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NO 179-180

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INFO   :::  Helsinki Charter - PAGE 1 > Helsinki Charter No. 179-180 > Text


Helsinki Charter No. 179-180

September - October 2013


Transitional Justice

A bloody modus operandi

The state of Serbia continues the state-orchestrated crime through its judiciary, by being silent and by covering up the atrocities committed in the name of citizens who, proud of their uniformed bandits and desperados, deny the truth, responsibility and justice for the victims.

By Bojan Tončić


The fourth record of the activities of the Serbian military units – the one about the crimes committed in the zone of responsibility of the 125th Motorized Brigade of the Yugoslav Army - also reveals a series of shocking testimonies about the ferocious murders and persecution of Kosovo Albanians in 1998 and 1999, the crimes proved to have been committed systematically as a part of the Greater Serbia project of ethnic cleansing in Kosovo. No mass execution took place during armed conflicts with the members of the Kosovo Liberation Army. The zone of responsibility of the 125th Motorized Brigade in 1998 was in the municipalities of Zvecan, Kosovska Mitrovica, Zubin Potok, Srbica, Vucitrn, Glogovac, Klina, Istok, Pec and Decani. At the onset of NATO intervention the municipality of Zvecan was exempt from it.

Among other things, the document presented on 11 October in Belgrade contains systematized testimonies of the victims’ family members, who were interviewed by the researchers of the Humanitarian Law Center (HLC), foreign non-governmental organizations and the media, as well as the testimonies of the Yugoslav Army officers before the Hague Tribunal, most of which were collected in the trial of Sainovic et al. HLC turned the multifold significance of the knowledge about the crimes into a criminal charge before the Office of the War Crimes Prosecutor of the Republic of Serbia, whereby six members of the Yugoslav Army and the Serbian police force, were suspected of murdering 78 Kosovo Albanians in 1999 in the village of Kraljane, near Djakovica.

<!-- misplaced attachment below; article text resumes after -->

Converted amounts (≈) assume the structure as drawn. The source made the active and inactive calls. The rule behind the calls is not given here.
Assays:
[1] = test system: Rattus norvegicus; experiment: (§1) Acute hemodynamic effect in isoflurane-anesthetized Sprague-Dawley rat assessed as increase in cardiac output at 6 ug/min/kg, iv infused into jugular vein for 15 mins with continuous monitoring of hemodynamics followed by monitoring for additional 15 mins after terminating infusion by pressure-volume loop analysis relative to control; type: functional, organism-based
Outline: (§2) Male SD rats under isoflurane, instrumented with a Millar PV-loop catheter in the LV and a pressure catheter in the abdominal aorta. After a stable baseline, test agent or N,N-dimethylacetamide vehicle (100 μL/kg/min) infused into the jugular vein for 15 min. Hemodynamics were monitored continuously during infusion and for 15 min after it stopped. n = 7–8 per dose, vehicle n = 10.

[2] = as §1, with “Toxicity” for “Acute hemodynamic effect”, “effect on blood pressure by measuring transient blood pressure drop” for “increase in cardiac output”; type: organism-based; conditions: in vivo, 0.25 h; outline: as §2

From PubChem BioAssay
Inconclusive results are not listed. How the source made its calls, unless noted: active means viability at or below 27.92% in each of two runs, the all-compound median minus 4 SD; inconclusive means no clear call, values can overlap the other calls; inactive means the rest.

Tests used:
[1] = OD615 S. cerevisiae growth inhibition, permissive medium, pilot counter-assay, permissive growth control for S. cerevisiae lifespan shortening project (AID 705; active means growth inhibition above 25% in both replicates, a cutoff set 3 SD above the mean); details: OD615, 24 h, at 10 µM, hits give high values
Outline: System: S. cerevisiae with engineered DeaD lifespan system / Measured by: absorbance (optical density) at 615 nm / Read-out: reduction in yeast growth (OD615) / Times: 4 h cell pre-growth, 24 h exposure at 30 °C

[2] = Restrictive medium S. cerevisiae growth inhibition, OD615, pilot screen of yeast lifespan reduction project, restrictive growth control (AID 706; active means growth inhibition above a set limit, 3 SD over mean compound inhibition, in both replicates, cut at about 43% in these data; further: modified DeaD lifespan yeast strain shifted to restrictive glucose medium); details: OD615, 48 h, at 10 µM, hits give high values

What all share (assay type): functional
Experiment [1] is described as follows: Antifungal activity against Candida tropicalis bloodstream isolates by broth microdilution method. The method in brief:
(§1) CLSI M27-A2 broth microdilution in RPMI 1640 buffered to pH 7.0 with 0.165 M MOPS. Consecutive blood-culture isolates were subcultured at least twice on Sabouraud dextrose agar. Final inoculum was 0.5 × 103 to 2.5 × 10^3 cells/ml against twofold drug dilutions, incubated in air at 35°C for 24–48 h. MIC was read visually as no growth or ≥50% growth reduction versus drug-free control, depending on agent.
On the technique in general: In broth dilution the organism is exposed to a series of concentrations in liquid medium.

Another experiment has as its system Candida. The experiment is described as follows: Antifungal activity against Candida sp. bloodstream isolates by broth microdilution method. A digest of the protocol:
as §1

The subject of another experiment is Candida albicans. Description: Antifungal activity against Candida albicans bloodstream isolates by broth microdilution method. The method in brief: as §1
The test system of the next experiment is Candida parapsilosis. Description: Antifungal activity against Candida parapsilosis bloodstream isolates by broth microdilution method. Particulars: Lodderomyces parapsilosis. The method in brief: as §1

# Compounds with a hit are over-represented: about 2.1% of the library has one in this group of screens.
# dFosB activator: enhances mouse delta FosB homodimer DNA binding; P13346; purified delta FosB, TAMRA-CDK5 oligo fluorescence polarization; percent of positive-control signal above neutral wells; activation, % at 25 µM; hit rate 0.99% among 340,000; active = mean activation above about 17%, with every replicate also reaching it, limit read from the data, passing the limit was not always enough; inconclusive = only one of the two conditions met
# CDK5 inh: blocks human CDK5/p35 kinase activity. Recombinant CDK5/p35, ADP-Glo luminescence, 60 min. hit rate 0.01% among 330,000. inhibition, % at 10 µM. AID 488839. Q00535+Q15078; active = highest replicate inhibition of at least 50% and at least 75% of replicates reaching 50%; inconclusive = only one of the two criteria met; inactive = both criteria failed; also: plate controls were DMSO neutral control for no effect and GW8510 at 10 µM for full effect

The then commander and chief of staff of the 125th Motorized Brigade, Dragan Zivanovic and Djordje Nikolic, are among the indictees, as well as the then commander of the 24th squad of the Special Police Units, Zarko Brakovic, and the deputy commander of the Fifth battle group of the 125th Motorized Brigade, Robert Smajcelj. HLC stated that the bodies of 17 men murdered in the territory of Kraljane on 4 April 1999, were found in 2001 in the mass grave near Lake Perucac, the bodies of eight victims were exhumed from the cemetery in the village of Brekovac near Djakovica, while the bodies of 53 men were still being searched for. Among the 78 murdered men 11 were minors, and two of the youngest boys were 15 years old.

At the promotion of the record, Malici Krueziu, whose son Mentor is one of the missing persons, spoke poignantly about the developments preceding the killing:

“Those were really difficult moments, when we were watching the people going towards Albania, and waiting for death. A group of ten soldiers arrived and started issuing orders, ‘You stand up, you stand up, you stand up…’ Mentor was standing close to me and I told him, ‘Mentor, don’t look at them, keep your head down.’ He lowered his head. All this lasted for a short time, until they told us, ‘Go towards Albania.’ Mentor turned pale, grabbed my hand and one of the soldiers rushed toward us. He grabbed Mentor pointing his automatic gun at me and said to Mentor, ‘You are coming with us!’ I did not have the strength to stop him, I couldn’t. I went to Albania, and Mentor stayed there, in Kraljane. I am waiting and hoping that the people who killed innocent persons will face justice”, said Krueziu.

Sandra Orlovic, executive director of the HLC, said that the highly confidential military reports, which were given to the Tribunal by Serbia, state that “the only two units of armed forces of the Republic of Serbia, i.e. the Federal Republic of Yugoslavia, which were in the village at the time were the 125th Motorized Brigade and 24th squad of the Special Police Units.”